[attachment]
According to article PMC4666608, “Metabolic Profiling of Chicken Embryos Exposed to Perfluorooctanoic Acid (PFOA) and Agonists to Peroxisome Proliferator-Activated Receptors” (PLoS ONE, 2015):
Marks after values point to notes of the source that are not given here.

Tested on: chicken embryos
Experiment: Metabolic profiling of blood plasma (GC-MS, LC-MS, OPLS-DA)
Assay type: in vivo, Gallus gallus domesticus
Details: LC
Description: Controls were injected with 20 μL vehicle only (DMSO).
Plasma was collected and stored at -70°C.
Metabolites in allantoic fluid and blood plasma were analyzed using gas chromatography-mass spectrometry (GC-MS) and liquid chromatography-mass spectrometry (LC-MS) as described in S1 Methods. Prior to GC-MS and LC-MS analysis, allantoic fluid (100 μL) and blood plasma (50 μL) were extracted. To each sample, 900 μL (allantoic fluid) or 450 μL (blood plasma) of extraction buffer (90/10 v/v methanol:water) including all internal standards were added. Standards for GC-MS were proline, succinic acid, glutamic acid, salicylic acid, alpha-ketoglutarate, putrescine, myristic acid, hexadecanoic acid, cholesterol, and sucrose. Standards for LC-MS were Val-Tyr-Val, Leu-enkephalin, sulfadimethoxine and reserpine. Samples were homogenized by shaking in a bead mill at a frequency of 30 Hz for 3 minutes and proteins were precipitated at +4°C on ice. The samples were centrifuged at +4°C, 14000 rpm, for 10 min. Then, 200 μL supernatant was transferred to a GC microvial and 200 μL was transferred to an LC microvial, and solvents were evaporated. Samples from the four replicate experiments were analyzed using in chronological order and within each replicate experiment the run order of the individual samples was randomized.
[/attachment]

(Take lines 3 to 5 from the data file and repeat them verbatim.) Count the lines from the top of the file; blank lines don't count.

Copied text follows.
Tested on: chicken embryos
Experiment: Metabolic profiling of blood plasma (GC-MS, LC-MS, OPLS-DA)
Assay type: in vivo, Gallus gallus domesticus